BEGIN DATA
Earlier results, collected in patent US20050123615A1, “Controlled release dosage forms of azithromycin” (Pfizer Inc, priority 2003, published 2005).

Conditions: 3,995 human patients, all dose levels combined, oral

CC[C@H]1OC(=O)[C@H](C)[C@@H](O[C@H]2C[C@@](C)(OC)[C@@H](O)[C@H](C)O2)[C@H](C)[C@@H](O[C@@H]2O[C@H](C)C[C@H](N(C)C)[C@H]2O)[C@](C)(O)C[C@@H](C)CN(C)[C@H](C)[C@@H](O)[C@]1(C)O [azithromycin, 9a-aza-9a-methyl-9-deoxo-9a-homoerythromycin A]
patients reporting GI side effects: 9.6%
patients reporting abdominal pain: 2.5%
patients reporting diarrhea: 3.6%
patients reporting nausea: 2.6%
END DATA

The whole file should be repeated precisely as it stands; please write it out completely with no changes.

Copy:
Earlier results, collected in patent US20050123615A1, “Controlled release dosage forms of azithromycin” (Pfizer Inc, priority 2003, published 2005).

Conditions: 3,995 human patients, all dose levels combined, oral

CC[C@H]1OC(=O)[C@H](C)[C@@H](O[C@H]2C[C@@](C)(OC)[C@@H](O)[C@H](C)O2)[C@H](C)[C@@H](O[C@@H]2O[C@H](C)C[C@H](N(C)C)[C@H]2O)[C@](C)(O)C[C@@H](C)CN(C)[C@H](C)[C@@H](O)[C@]1(C)O [azithromycin, 9a-aza-9a-methyl-9-deoxo-9a-homoerythromycin A]
patients reporting GI side effects: 9.6%
patients reporting abdominal pain: 2.5%
patients reporting diarrhea: 3.6%
patients reporting nausea: 2.6%